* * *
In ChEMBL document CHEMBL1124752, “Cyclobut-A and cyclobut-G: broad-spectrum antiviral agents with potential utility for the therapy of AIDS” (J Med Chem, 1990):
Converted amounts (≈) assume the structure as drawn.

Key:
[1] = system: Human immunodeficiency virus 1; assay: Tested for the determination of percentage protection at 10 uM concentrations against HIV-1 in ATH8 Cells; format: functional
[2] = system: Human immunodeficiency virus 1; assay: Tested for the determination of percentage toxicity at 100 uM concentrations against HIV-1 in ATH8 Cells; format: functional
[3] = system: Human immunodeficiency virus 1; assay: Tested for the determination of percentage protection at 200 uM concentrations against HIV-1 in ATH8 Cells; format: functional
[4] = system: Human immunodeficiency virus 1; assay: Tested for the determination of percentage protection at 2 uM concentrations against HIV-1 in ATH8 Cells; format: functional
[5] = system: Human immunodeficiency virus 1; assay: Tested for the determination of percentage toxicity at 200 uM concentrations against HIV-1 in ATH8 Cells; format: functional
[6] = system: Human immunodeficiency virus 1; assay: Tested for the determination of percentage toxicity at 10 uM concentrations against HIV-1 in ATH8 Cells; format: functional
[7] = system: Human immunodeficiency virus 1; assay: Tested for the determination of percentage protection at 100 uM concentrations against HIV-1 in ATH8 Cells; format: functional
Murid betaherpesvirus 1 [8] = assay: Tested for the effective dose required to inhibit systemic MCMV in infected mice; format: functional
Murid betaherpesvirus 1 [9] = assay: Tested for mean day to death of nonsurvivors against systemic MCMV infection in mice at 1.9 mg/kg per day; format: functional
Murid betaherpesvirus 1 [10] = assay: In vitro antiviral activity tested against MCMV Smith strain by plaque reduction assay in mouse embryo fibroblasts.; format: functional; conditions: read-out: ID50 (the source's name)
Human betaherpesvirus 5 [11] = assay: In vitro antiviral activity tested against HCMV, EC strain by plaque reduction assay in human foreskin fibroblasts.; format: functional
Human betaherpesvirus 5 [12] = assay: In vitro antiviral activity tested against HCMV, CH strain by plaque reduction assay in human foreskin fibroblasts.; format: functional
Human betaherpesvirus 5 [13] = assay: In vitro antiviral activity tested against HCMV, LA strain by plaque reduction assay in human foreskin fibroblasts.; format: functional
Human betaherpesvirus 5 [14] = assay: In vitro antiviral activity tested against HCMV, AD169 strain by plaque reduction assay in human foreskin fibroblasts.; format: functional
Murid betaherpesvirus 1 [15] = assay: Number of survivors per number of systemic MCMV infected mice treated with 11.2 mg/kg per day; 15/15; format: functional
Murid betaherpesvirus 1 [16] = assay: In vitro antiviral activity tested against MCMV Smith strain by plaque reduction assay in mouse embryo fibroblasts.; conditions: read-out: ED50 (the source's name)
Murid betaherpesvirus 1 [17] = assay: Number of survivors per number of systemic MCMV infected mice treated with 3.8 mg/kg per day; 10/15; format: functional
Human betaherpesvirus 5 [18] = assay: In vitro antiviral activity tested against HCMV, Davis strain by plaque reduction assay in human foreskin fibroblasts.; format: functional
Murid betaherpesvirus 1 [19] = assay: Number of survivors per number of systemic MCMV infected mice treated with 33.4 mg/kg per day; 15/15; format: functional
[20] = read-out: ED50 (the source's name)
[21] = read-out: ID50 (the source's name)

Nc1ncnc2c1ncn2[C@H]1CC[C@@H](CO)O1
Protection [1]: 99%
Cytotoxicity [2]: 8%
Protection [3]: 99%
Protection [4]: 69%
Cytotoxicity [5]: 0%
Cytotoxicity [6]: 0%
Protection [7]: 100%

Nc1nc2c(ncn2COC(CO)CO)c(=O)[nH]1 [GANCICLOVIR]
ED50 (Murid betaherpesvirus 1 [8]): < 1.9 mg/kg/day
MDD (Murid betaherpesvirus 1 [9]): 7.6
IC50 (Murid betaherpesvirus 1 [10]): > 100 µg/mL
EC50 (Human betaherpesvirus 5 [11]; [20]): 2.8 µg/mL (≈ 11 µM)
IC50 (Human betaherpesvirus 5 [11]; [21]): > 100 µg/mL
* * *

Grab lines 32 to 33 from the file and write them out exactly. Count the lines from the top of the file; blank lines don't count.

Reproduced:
Protection [7]: 100%

Nc1nc2c(ncn2COC(CO)CO)c(=O)[nH]1 [GANCICLOVIR]